Alabama Ticket Exchange post results in derogatory remarks and threats against students

Alabama Ticket Exchange post results in derogatory remarks and threats against students

CW/ Jake Stevens, Photo Illustration CW/ Kylie Cowden 

Will Jones

A UA student was suspended after peaceful protest turned to threats of violence stemming from the ongoing conflict over symbolic demonstrations surrounding the national anthem.

During Alabama’s homecoming football game, a group of students held a protest in Bryant-Denny Stadium, sitting for the national anthem to raise awareness for racial injustice across the country. Using the hashtag #bamasits, the group organized prior to the Oct. 1 home game against the Kentucky Wildcats, following the trend of student sections across the country mimicking Colin Kaepernick’s NFL protests.

Since that time, a counter movement has emerged on Facebook known as Bama Stands, calling for students to stand in patriotic attire while the national anthem is performed at the next home game. Right after the event was posted on the Alabama Student Ticket Exchange group, comments came flooding in. 

Most comments were benign, but some insulted and even incited violence against #bamasits.

Dustin Ginsberg, a senior majoring in political science, said he posted a response to the Bama Stands event in the ticket exchange stating that not everyone will stand for the national anthem at the next home game. After this, Justin Flevarakis, a commenter on the Facebook group, threatened him.

Flevarakis wrote to Ginsberg that he would, “literally F****** pick [him] up and put [him] on [his] shoulder and hold [him] like a F****** child since [he wanted] to act like one.”

Ginsburg then contacted the Office of Student Conduct. 

Since then, Ginsberg has received an apology from Flevarakis, but Ginsberg said the apology came after the Office of Student Conduct contacted Flevarakis about what happened.

In addition to Flevarakis’ threat to Ginsberg, Ryan Parish, who at the time was a student at the University, sent multiple racially-specific messages and threats, including, “I’ll kill you n***** don’t speak to me wrong,” and, “I’ll kick your black ass,” as well as “you b****.”

The Crimson White reached out to Flevarakis for comment, but received no response by press time.

Parish originally displayed a confederate flag as his cover photo on Facebook, but in the wake of his comments and increased attention, he changed the photo and issued an apology. He said he regrets what he did and that he is not “that type of person.” 

Parish has since deleted his Facebook account. The Crimson White reached out to Parish for comment, but received no response by press time. 

The same morning, the University was made aware of the derogatory comments and messages, and issued statements on its Facebook and Twitter accounts. On Facebook, the University said while it respects the freedoms this country affords its citizens, the University does not support the use of “hostile language or threats of violence in any situation.” The University added authorities had been notified and the social media posts would be addressed.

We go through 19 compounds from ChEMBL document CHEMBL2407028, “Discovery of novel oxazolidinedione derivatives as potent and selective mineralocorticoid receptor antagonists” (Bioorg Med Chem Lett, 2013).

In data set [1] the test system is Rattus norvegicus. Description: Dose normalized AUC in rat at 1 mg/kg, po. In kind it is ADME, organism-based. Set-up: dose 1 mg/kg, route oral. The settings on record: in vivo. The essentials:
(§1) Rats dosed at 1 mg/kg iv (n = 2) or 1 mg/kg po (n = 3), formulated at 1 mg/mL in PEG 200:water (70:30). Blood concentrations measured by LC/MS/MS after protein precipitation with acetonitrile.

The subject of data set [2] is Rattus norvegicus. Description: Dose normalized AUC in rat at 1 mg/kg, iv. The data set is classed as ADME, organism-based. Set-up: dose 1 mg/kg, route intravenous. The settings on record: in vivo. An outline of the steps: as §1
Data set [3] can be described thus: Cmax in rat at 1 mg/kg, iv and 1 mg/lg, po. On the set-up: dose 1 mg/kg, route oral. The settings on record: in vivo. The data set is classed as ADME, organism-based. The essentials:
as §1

Afterwards, The Crimson White received reports that University President Stuart Bell met with various authorities, including the heads of Tuscaloosa Police, UAPD and members of Student Conduct. Shortly thereafter, Parish was suspended and removed from campus.

Emerald Vaughan, a member of the #bamasits group, said while she is glad the University suspended Parish, she hopes he is ultimately expelled. Vaughan also said many commenters were upset about the group’s protest, claiming the group’s refusal to stand during the national anthem showed a lack of support for U.S. troops who fought for their freedoms. 

Vaughn said nothing could be further from the truth. 

“My uncle fought in Vietnam and he 100 percent supports me,” she said. “My family is 80 percent military, and they 100 percent back me everything. They said they are proud of me and support me.”

Vaughan said the prejudicial remarks and threats that were made are totally unacceptable and verify the reasons for the group’s protest. 

Bama Stands released a statement on Wednesday morning condemning the actions of Parish, and called for immediate disciplinary action. The group’s full statement can be found on their Facebook page, but a portion of their statement detailed why the group decided to post the event in the first place and their stand against Parish’s remarks. 

“Bama Stands is not an effort to suppress the right of individuals to protest by sitting or kneeling during the National Anthem,” the group said in a statement. “Doing so is their right, and we recognize and respect that. Instead, the focus is on drawing attention to the reasons we do stand and motivating individuals to view the anthem as more than a two-minute inconvenience. Today, we stand with those who feel threatened by Mr. Parish’s statements and call upon all to view his actions as not simply a one-sided politically/racially charged statement, but as an act against our liberty and the sacrifice made to secure those liberties.”

Those affected by the comments on Facebook have not stopped now that Parish has been suspended. Chad Hankins, a junior majoring in political science, confirmed on Wednesday that complaints against the University have been filed with the U.S. Department of Justice and Department of Education in conjunction with the NAACP. 

The Crimson White will continue to follow this story as it unfolds.